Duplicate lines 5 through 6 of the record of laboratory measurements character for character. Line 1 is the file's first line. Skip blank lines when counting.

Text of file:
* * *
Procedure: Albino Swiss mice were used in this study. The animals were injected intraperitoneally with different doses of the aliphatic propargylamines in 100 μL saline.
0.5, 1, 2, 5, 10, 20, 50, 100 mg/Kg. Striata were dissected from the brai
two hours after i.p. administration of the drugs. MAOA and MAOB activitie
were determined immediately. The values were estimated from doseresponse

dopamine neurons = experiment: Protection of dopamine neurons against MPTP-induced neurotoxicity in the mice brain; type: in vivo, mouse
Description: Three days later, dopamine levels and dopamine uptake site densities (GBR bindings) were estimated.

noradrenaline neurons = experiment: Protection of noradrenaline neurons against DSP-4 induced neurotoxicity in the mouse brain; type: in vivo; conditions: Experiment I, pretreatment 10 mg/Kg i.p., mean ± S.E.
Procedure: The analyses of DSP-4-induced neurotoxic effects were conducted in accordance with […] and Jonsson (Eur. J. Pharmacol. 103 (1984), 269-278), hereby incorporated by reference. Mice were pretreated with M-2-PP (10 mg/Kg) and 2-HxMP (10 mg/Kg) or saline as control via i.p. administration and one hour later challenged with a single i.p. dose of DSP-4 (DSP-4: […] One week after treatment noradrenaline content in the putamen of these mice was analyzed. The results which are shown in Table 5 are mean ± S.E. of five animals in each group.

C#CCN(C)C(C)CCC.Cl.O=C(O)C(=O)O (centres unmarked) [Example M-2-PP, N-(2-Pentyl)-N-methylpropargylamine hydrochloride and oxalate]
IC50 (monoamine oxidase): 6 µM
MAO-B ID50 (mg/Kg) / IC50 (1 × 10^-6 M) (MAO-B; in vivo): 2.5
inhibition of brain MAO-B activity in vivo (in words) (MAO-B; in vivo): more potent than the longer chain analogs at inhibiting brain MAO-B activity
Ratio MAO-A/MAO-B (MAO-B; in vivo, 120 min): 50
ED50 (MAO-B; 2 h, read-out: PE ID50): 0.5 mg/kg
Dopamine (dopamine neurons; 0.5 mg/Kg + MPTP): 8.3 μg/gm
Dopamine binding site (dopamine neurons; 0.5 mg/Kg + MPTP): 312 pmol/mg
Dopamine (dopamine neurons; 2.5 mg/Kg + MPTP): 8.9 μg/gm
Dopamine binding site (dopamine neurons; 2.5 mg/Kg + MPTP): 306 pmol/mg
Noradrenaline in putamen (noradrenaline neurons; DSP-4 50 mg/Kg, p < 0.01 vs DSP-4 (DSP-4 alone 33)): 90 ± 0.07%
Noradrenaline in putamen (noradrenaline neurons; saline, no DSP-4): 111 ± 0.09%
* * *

dopamine neurons = experiment: Protection of dopamine neurons against MPTP-induced neurotoxicity in the mice brain; type: in vivo, mouse
Description: Three days later, dopamine levels and dopamine uptake site densities (GBR bindings) were estimated.